I was in Boise two weekends ago to catch the game against San Diego State. This post won’t be a game recap, as Zach already summarized the game well from the Boise State view of things. Instead, I want to focus on my experience going to a Boise State game (or a Mountain West game for that matter) for the first time.
Walking to the game, seeing seemingly everyone in the city wearing Boise State gear. I definitely got a college town vibe as they appear to live for the Broncos. Not having any pro teams, their attention is undivided on their beloved team. Although the rest of the city doesn’t shut down before and during the game (I assume anyway), it’s clear to see it’s the main focus on game days.
I arrived about two hours before the game. First to get some blue clothes to stay in accordance with the color scheme in my section (I certainly didn’t want to make a bad impression). Then I walked around the tailgate area. I met a few Twitter friends in real life and that was pretty cool. They showed me around and explained how things normally go pre-game. The tailgate fan area (don’t remember what it’s official name is) is pretty cool. Have food and drinks, some things for kids, and a big screen to watch other football games on. There is live music and it looked like a cool place to hang out before the game. I can vouch that the pulled pork sandwich is very good.
Walking around the stadium, isn’t a bad seat in the house. I didn’t know how it would be ending up in the upper deck but the view was just as good as when I was walking around on lower one during warm ups. It’s a smaller stadium in person than I would’ve thought from TV, but it’s a great place to watch a football game. I’ve heard some critiques about some aspects of the game day experience and while I won’t go into detail here, I will say many were warranted. One kind of funny example, at halftime I was in the line for the bathroom, which was pretty long and out the door. After about five minutes we got close to the actual bathroom and realized the line veered off in two directions; one to the bathroom and the other to the concessions. Not sure if that’s normal protocol or not, but struck me as odd.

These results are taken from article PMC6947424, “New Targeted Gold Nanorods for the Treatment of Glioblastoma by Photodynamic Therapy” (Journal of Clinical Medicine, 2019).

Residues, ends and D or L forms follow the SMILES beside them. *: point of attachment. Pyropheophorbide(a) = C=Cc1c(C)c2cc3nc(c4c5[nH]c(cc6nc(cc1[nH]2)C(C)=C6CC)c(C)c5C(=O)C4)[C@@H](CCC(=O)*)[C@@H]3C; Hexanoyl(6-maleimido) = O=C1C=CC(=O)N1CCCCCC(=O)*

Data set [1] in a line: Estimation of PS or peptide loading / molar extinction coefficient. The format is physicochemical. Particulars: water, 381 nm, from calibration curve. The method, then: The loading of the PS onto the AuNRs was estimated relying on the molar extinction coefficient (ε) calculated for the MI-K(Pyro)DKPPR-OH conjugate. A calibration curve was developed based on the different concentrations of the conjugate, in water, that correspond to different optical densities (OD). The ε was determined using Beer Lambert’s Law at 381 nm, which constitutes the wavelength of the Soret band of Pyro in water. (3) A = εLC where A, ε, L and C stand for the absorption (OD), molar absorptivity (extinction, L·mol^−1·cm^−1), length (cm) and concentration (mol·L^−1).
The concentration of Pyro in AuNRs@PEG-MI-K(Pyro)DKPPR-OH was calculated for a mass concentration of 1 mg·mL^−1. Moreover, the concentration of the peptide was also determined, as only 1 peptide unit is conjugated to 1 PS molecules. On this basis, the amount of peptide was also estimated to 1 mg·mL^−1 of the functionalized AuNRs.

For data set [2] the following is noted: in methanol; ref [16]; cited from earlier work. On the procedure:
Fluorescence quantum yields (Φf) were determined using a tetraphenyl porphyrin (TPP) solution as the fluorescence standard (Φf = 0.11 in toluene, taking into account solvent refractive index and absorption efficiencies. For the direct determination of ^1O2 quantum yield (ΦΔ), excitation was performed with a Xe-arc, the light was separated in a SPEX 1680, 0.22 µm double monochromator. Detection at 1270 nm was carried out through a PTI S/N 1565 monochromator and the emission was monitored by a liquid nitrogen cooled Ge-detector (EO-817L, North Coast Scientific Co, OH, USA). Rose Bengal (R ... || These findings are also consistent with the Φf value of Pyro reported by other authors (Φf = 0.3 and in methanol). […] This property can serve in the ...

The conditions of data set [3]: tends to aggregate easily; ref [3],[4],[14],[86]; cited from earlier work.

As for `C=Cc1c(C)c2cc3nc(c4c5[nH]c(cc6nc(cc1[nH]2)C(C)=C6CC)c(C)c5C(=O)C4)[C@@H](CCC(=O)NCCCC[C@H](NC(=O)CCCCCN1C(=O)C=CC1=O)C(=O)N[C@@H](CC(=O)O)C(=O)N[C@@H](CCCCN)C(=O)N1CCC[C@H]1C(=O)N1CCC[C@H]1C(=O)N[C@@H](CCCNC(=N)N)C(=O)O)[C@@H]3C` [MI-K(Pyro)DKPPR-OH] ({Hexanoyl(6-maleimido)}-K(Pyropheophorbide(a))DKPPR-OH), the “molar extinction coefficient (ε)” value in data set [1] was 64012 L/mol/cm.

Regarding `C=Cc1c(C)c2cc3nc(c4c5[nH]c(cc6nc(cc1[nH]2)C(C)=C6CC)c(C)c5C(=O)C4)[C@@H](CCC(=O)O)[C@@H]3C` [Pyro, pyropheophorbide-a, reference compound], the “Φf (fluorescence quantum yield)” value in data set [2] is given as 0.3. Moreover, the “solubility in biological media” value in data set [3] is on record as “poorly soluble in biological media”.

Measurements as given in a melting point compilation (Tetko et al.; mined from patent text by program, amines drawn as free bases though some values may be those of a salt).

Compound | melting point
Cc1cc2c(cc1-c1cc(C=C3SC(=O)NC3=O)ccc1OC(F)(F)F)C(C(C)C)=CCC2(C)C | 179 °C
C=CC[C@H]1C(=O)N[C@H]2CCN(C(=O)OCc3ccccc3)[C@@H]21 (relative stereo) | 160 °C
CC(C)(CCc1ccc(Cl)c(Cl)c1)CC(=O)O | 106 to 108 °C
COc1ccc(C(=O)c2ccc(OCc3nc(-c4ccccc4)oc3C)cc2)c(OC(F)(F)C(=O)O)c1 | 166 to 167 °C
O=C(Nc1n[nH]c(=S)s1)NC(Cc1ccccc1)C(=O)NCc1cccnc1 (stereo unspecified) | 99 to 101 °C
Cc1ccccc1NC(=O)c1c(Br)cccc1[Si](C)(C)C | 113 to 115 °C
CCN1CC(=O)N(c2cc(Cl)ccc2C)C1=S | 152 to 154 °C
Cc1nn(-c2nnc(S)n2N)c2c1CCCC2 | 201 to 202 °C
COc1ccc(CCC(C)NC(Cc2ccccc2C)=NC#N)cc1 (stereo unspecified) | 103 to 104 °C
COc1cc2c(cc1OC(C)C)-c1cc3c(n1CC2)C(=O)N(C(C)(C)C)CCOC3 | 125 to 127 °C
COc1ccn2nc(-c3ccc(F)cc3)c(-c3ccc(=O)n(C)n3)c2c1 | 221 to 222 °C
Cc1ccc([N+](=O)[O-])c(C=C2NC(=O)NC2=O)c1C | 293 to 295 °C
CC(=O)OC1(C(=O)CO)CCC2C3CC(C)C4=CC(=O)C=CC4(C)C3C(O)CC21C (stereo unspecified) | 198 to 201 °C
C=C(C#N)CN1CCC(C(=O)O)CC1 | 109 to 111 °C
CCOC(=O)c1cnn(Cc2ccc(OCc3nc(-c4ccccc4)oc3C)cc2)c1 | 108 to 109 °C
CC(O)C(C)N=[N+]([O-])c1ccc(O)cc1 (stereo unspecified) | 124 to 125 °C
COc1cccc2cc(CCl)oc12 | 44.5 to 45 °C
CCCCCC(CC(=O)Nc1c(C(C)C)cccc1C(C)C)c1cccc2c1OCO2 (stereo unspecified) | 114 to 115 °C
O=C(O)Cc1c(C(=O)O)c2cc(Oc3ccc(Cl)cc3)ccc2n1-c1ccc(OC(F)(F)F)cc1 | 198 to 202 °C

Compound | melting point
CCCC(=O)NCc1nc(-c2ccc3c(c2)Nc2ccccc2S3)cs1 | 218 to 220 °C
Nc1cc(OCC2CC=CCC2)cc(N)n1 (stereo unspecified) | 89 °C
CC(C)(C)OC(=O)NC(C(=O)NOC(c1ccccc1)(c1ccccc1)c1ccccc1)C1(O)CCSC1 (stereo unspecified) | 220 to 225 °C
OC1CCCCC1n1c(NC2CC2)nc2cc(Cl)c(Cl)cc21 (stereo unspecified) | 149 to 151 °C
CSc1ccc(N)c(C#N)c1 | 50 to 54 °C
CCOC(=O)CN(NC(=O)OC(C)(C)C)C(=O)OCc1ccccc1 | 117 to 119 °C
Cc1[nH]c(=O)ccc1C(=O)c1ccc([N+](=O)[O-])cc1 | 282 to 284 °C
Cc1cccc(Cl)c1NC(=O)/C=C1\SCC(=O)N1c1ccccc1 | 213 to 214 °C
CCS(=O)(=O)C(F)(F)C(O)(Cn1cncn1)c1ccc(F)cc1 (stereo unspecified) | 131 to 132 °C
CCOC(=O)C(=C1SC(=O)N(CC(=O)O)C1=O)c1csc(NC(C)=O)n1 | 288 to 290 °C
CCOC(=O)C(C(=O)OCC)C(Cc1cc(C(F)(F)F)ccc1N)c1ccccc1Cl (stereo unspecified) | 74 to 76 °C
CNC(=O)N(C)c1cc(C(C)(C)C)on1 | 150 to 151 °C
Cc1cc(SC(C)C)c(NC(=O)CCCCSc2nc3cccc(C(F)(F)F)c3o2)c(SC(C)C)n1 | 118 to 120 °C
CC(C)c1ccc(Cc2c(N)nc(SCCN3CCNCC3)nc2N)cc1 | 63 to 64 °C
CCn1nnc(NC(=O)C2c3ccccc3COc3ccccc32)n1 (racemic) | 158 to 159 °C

Speaking of seats, I had an enjoyable time in mine. I was in section 125 and those around me seemed quite surprised to find someone sitting in that seat. The guy next to me was sitting next to his family and brought a friend over. When the friend saw me, he sat on the other end of the row. The guy, who was very nice, was like “You’re in the single seat? I told my friend it’s always open. I’ve been sitting here for years and have never seen anyone sit here.” We will just call section 125, row C, seat 14 my seat from now on.
The section I was in was full of nice, talkative people. I had conversations off and on with some people. We talked about some of the close plays, debated whether penalties were actually penalties or not and what units on each team were playing well or not well. Even though I knew none of them around me, I felt part of their little group for a few hours and was able to contribute to a game discussion in the moment. I was reminded of how a common interest like watching a game can unite a group of otherwise strangers.
About the crowd in general, it got loud for the big moments. I can’t compare it to other games there, but it definitely played a factor, multiple times forcing false starts or time outs from San Diego State. On the other side, the crowd wears their emotions on their sleeve. When the interceptions, failed third down conversations, and inability to move the ball happened, the fans grew restless. A consistent theme throughout the game was the crowd seemingly on the brink of getting really into it. It was apparent how much they were eagerly waiting for a big offense play. They got up for big defensive plays but as the game dragged on, they could tell the offense wasn’t going to give them what they wanted.
During the game, the things I’ve heard from people or witnessed on TV were all apparent. Every time they moved the chains, the PA guy would say “and that’s another Broncos...” and the stadium would reply “first down!” (this actually took until the second quarter to debut sadly). During breaks in the action, one side of the stadium would yell “BOISE” and the other would counter with “STATE”. Of course, there was the ESPN darling Kohl the tee-dog, who retrieved the tee after kickoffs. Unfortunately, he didn’t get a lot of action in this low scoring game.
After the game, all were able to go on the blue turf 20 minutes after the game ended. I’m sure the novelty has worn off for many, but I thought it was a really cool idea for fans. I walked around and took pictures. A few of the players came out, mainly to talk with their families. Ezekiel Noa had a large group of family there, all decked out in unique hoodies with Noa on the back. I was standing at mid-field and got to talking to a couple wearing SDSU gear. They were very nice and I learned they went to high school with BSU safeties Coach Franklin. He came out and though I was hoping he came to where we were, they began walking over to him and of course I didn’t want to tag along to their mini-reunion.
Overall, it was a fantastic experience. Although one always wants to see the home team win, everything else was great. It would be cool to go to a MWC game every year, but we will start with this one and see what happens.